The aim of the exhibition is to explore the history, present and future of news in Britain over 400 years since the first newspaper was published in this country, asking what makes the news what it is, and what this means for us.
The exhibition will trace how news for the diverse audiences of this country has been produced, distributed and read over four centuries, through news sheets, news books, broadsides, newspapers, newsreels, radio, television, the internet and social media. The exhibition will encourage questions about the role of news in society. It will look at the ways in which news is changing as we ourselves change. It will invite to us to consider vital issues of choice, interpretation, truth and trust.
Planning for the exhibition, provisionally entitled Making the News, has got underway. To help us put it together, we are advertising for a two-year exhibition project curator.
Working with a curatorial team and the Library’s exhibition team, the post-holder will contribute to the development and delivery of the exhibition. They will contribute to the administration of the curatorial content of the exhibition; will prepare external visits and show-and-tells; will promote the exhibition on social media and to visitors; and will apply research expertise in one or more areas of British news history in support of the selection and curation of content for the exhibition.
Details of the vacancy and how to apply can be found on the British Library's careers site. The deadline for applications is 23 June 2019.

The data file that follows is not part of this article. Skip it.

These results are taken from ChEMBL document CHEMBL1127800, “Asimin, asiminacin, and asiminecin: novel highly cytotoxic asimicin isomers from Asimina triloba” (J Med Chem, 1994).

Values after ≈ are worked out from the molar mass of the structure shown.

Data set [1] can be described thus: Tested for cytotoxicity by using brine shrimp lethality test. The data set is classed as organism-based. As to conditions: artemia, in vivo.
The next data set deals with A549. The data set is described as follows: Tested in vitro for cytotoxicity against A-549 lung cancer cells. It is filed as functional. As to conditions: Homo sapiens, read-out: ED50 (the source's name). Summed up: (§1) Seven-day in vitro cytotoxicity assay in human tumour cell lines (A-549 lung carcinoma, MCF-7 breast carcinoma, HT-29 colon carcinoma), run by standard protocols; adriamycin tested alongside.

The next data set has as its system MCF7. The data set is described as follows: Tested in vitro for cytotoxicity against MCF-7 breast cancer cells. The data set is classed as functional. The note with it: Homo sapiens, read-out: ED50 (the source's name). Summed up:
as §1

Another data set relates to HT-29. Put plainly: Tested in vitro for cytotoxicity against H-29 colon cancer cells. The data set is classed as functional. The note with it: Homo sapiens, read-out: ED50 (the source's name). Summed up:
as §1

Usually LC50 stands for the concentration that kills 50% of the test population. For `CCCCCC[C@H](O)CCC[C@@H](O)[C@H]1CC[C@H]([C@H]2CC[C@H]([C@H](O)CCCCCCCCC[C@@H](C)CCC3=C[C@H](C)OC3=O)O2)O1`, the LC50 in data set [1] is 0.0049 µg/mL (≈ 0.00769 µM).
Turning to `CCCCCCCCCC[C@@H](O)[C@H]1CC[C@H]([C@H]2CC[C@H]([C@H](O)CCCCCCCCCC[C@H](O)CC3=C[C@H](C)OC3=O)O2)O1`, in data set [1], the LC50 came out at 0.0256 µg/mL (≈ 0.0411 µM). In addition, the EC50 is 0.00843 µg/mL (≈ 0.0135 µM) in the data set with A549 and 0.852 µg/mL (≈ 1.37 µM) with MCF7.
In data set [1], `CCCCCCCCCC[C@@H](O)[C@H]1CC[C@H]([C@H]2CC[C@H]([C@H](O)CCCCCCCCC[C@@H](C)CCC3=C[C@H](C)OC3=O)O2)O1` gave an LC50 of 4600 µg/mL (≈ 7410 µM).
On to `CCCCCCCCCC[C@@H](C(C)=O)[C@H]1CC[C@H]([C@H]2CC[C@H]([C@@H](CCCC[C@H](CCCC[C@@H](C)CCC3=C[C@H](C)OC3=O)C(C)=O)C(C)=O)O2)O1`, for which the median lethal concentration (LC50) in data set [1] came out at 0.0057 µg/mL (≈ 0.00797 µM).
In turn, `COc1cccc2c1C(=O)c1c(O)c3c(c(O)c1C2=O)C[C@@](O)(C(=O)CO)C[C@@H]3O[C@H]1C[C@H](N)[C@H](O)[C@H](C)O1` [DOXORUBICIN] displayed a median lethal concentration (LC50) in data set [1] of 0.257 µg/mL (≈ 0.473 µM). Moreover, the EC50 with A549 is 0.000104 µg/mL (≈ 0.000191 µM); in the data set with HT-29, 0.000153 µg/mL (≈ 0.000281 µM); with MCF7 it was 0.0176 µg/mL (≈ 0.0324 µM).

16 December 2018
In two years’ time, it will be the four hundredth anniversary of the newspaper in this country. The first known newspaper in English, Corrant out of Italy, Germany, &c. was published on 2 December 1620, in Amsterdam. A year later, on 24 September 1621, the first newspaper was published in this country, the Corante, or, Newes from Italy, Germany, Hungarie, Spaine and France.
Corante, or, Newes from Italy, Germany, Hungarie, Spaine and France (September 1621), British Library
These newspapers survive at the British Library, and, looking at them, they are remarkably close to the newspapers of today. What we see is a sheet of paper: portable, foldable, shareable. There is a masthead with the title of the news publication. There is a date – strictly speaking, a date for the first story. There are stories, arranged in columns, with a shared currency. It gives a shape to the news, with the promise of more to follow.